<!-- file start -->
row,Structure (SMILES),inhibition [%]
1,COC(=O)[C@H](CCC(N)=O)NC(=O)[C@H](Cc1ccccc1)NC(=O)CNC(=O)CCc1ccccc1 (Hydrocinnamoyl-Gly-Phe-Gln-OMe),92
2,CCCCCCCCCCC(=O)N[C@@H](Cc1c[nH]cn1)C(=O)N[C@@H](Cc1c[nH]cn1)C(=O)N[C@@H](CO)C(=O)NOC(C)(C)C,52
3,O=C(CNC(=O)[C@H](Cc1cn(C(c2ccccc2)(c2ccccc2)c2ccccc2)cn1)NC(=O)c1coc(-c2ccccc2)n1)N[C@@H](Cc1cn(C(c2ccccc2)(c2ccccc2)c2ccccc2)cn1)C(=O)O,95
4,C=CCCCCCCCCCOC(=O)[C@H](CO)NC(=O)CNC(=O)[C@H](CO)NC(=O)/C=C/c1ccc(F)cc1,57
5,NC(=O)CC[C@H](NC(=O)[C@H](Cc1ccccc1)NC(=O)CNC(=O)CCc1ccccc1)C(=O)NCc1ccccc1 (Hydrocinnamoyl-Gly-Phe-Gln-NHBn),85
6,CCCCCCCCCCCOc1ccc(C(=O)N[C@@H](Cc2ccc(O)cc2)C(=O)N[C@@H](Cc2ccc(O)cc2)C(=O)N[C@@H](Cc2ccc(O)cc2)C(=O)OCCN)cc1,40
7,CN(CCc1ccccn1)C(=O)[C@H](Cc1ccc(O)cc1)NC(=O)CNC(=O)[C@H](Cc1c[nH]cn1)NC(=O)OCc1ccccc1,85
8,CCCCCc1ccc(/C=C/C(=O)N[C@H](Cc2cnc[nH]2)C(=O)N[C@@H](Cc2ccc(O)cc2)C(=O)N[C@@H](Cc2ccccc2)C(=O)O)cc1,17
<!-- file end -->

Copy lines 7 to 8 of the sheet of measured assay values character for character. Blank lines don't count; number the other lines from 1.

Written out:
6,CCCCCCCCCCCOc1ccc(C(=O)N[C@@H](Cc2ccc(O)cc2)C(=O)N[C@@H](Cc2ccc(O)cc2)C(=O)N[C@@H](Cc2ccc(O)cc2)C(=O)OCCN)cc1,40
7,CN(CCc1ccccn1)C(=O)[C@H](Cc1ccc(O)cc1)NC(=O)CNC(=O)[C@H](Cc1c[nH]cn1)NC(=O)OCc1ccccc1,85